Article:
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Vitamin D and Pancreatic Cancer—An Update

Department of Surgery, Chang Gung Memorial Hospital and Chang Gung University, Taiwan
Boston University School of Medicine, 715 Albany Street, Boston, MA 02118, USA
Author to whom correspondence should be addressed.
Cancers 2011, 3(1), 213-226;
Submission received: 7 December 2010 / Revised: 30 December 2010 / Accepted: 31 December 2010 / Published: 6 January 2011
(This article belongs to the Special Issue Pancreatic Cancer)


: The non-classical actions of vitamin D, namely anti-proliferation, pro-differentiation, immune function modulation, and anti-inflammation, have received great attention during the past decade, in particular, the potential of vitamin D analogs alone or in combination with other anticancer agents for the treatment of a variety of cancers. The association between vitamin D status and the higher incidence of many forms of cancer has suggested that vitamin D may play a role in the etiology of these types of cancer. Although it is still controversial whether this association exists for pancreatic cancer, biochemical evidence clearly indicates pancreatic cancer cells are responsive to the inhibitory effect of vitamin D and its analogs. In this review, we discuss briefly the origin and current therapy of pancreatic cancer, the history, source, metabolism and functions of vitamin D, the recent progress in the epidemiological studies of sunlight, and vitamin D status, and biochemical studies of vitamin D analogs in the prevention and treatment of pancreatic cancer.

1. Introduction

Pancreatic adenocarcinoma (PCA) is one of the most lethal human malignancies. Among the most common causes of cancer-related mortality, PCA ranks fourth in the Western countries and fifth worldwide [1]. In the U.S., 37,680 new cases of PCA were identified and 34,290 died from this disease in 2008 [2]. The almost 1:1 ratio of incidence to mortality clearly indicates a poor prognosis and the lethal nature of PCA, which is attributable to difficulty of early diagnosis, early local spread, distant metastasis and resistance to traditional chemotherapy and radiotherapy. The overall five-year survival rate is estimated to be in the range of 1–4%, which is much lower than the other types of cancers, such as colon, breast and prostate cancers [1]. Up to the present time, surgical extirpation has been the choice of treatment. However, the overall five-year survival rate after resection is only about 10–29% [3-5]. Moreover, at the time of presentation, 40% patients already had distant metastasis and another 40% were diagnosed with locally advanced cancer [1,2,6], which excluded them from being good candidates for resection.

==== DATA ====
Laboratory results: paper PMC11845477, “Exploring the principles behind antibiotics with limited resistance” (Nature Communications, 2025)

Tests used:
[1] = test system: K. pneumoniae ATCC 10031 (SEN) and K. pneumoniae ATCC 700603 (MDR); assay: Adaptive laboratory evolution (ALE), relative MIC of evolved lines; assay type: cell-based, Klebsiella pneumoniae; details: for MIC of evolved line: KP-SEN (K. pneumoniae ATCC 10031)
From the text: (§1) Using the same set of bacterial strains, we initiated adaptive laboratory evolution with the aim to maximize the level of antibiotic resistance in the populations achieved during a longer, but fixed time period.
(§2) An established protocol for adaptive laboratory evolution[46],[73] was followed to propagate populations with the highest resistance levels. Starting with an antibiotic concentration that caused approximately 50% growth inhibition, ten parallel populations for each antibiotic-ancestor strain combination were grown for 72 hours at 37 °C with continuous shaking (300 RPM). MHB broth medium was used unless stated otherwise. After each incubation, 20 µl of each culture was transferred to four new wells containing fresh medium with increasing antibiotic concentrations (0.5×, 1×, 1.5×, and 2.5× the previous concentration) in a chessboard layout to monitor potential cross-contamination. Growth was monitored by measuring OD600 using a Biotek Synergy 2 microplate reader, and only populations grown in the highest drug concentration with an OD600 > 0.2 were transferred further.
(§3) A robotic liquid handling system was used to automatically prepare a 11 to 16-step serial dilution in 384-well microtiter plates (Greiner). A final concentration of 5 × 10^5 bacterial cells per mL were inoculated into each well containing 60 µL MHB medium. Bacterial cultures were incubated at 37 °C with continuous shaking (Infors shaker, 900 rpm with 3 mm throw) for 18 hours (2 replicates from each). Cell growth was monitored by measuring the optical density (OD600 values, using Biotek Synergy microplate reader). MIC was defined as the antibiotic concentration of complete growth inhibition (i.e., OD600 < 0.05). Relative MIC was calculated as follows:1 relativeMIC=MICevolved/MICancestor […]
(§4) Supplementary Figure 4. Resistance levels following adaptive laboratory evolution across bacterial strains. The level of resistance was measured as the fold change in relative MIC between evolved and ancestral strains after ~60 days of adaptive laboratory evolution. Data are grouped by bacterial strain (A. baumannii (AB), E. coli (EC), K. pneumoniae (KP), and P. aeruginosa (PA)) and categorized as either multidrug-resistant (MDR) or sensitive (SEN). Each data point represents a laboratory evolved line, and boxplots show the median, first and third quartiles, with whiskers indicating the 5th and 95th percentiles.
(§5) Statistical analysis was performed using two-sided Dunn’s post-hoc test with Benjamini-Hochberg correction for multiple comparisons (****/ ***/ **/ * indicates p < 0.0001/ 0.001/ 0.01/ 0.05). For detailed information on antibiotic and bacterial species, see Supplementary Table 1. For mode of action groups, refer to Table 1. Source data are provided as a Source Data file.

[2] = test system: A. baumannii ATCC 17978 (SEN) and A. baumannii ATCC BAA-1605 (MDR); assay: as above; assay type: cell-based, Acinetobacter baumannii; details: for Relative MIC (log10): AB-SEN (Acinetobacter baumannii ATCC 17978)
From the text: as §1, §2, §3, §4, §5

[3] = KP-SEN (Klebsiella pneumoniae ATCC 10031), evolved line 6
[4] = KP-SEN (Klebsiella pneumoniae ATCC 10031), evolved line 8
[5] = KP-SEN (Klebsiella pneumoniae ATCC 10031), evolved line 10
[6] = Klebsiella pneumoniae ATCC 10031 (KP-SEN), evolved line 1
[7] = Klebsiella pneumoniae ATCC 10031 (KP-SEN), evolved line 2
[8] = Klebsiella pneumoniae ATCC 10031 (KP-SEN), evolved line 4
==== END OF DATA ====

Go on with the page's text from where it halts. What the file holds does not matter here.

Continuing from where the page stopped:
Although the definite causes of pancreatic cancer still remain poorly understood, several environmental factors have been implicated. Among them, the use of tobacco has been linked to an increase in the incidence of pancreatic cancer from abundant epidemiological studies conducted since 1966 [7]. It has been reported that smokers have a greater chance of developing pancreatic cancer than nonsmokers and the risk increases with increasing frequency and length of tobacco exposure [8]. After cessation of cigarette smoking for 10 years or longer, the risk of pancreatic cancer dwindles [9]. Albeit, alcohol has been implicated as a risk factor for several types of cancers, such as the cancers of liver and esophagus, the association between alcohol and pancreatic cancer is less convincing [10,11]. A pooled analysis of 14 cohort studies reported a positive relationship between pancreatic cancer and alcohol consumption in women consuming more than 30 g of alcohol per day [12]. High caloric intake and obesity are also found to be risk factors for pancreatic cancer [13-16]. Nevertheless, fruits and vegetables failed to offer any protective benefit for pancreatic cancer in a large-scaled cohort study [17]. Others, like intake of coffee, use of aspirin, previous cholecystectomy, and history of diabetes or chronic pancreatitis, may be contributing factors for pancreatic cancer as well, although less conclusive [18-20].